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Luxury Performance Sedans

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  • james27james27 Posts: 433
    My numerous unscheduled stops to the dealer kept me from replacing my 98 A6 with a new one. Seals, radiator, water pump, suspension pieces worn out, and other things at less than 50K miles just ruined the long-term perspective of trying another one. Along with that, the sunroof just took up too much headroom. Yes, I know it is possible to buy one without, but when I looked, there were all of 3 in the entire country plus, most of the goodies can't be had without one. Obviously, my single experience with one car does not indicate a trend, but CR did indicate it was less reliable than others.

    Can't say anything on newer ones, or even others from that year. The lack of sufficient headroom was the clincher. I just refuse to drive laying down, and then it would be either stretching forward for the steering wheel, or jamming my knees when lifting to hit the brake.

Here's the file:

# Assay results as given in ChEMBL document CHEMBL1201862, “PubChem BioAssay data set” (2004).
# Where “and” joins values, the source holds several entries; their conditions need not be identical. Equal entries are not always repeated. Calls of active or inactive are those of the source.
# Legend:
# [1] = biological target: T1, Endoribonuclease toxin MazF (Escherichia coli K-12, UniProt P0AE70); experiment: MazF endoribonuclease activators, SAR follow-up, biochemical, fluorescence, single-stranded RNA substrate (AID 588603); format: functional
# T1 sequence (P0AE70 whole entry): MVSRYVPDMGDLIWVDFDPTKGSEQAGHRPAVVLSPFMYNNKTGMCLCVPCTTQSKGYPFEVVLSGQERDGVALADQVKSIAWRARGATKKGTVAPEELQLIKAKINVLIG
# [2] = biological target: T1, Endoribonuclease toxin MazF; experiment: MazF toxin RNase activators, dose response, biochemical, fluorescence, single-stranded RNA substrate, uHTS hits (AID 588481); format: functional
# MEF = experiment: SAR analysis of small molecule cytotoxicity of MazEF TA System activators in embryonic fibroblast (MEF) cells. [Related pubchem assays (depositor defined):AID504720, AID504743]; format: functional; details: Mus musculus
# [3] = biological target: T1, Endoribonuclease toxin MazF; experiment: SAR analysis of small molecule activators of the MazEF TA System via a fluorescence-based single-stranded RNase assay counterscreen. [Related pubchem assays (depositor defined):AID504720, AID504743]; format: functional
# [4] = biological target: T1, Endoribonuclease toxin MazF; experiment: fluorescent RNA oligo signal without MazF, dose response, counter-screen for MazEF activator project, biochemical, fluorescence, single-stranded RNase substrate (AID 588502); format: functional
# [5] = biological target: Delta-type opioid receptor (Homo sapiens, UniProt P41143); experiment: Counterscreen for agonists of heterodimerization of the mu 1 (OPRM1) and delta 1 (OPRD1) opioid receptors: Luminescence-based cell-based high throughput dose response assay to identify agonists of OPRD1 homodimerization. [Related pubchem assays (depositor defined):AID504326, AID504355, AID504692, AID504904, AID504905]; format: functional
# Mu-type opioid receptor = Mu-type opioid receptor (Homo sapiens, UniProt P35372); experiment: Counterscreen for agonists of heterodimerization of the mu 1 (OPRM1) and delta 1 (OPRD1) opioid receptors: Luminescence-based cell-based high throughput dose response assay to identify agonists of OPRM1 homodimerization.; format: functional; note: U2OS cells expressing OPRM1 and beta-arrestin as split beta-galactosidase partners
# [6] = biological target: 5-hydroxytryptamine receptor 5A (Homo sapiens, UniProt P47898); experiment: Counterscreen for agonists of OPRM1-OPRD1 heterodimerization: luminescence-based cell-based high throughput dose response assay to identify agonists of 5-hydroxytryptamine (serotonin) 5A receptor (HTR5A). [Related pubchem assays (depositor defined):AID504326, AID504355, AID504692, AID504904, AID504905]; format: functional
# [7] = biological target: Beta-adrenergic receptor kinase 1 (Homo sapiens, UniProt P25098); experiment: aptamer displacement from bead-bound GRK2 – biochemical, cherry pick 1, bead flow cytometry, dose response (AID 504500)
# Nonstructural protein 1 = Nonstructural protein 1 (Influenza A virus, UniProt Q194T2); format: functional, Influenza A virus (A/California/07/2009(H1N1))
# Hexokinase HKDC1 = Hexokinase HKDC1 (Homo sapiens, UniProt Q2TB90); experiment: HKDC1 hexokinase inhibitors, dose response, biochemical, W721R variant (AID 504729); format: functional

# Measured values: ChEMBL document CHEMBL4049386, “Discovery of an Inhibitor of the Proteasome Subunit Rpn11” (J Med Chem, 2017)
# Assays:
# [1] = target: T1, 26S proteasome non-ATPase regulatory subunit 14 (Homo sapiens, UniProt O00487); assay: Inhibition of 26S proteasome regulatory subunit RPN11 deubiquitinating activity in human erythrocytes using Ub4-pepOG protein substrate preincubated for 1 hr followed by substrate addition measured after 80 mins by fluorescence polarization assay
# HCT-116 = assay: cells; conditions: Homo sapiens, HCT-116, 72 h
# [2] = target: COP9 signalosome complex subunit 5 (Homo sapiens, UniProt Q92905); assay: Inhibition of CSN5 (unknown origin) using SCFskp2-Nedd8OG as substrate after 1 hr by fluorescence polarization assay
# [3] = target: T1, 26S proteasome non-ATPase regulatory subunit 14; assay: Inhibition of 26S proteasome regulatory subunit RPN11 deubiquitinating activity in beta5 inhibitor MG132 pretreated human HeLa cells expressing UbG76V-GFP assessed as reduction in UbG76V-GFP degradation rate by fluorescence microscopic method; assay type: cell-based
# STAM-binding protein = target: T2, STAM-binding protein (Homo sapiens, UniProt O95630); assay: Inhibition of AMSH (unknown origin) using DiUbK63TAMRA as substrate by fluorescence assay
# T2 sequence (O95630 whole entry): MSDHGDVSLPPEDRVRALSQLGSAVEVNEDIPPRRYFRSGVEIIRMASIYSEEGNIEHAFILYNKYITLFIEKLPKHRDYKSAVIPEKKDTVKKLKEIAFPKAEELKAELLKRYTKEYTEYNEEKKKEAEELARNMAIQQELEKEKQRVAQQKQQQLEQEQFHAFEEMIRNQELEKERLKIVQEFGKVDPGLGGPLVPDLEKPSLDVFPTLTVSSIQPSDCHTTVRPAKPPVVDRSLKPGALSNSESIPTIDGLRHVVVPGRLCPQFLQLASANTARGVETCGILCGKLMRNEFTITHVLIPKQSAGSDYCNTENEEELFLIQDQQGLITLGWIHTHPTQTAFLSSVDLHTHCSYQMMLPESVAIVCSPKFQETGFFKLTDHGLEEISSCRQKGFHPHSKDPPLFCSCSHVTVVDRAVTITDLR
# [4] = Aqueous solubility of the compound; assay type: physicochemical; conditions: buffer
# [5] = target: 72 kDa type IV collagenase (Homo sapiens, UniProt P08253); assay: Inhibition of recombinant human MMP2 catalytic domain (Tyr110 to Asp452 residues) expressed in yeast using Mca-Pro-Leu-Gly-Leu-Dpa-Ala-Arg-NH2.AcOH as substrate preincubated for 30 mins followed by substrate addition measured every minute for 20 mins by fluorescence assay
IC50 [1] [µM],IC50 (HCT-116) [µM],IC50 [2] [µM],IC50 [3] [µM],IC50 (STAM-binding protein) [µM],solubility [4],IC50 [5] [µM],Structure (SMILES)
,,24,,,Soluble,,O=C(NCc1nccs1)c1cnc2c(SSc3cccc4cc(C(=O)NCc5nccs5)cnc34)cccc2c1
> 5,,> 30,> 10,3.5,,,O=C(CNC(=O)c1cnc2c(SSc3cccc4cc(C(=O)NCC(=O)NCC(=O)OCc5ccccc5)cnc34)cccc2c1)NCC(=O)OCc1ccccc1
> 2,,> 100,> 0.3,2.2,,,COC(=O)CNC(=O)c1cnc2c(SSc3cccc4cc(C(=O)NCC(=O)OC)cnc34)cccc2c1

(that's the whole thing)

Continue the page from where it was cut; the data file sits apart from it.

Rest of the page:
• hpowdershpowders Posts: 4,269
    Apparently thousands of folks are thumbing their collective noses at JD and the auto mags and are making the Bangle 5 series one of the greatest success stories in automotive history.

    Uhh...wonder what happened to the auto media's darling, the Infiniti M?
  • reality2reality2 Posts: 303
    I have the same experience. I have had nine Audis and they were all trouble-free. My current three are without question the best, absolutely no problems or drama. This is what I go by and not what someone thinks they can tell me is correct since I am the one actually experiencing the ownership. So much for surveys.
  • calhoncalhon Posts: 87
    According to JD or CR we are both statistically classified as an endangered species doomed to the path of extinction.

    Well, neither the JD Power nor CR reliability data says that. On the contrary, the data says few problems is the normal experience with almost all recent models.

    However, both organizations make a mountain out of a mole hill in order to generate revenue. CR is particularly misleading, because they generally provide only relative ratings, describe below average as synonymous with poor or bad, and use loaded symbols, etc.

    The seemingly simple way the results are presented plays to the emotions and innumeracy of readers, who think they understand, when in fact they have jumped to completely wrong conclusions.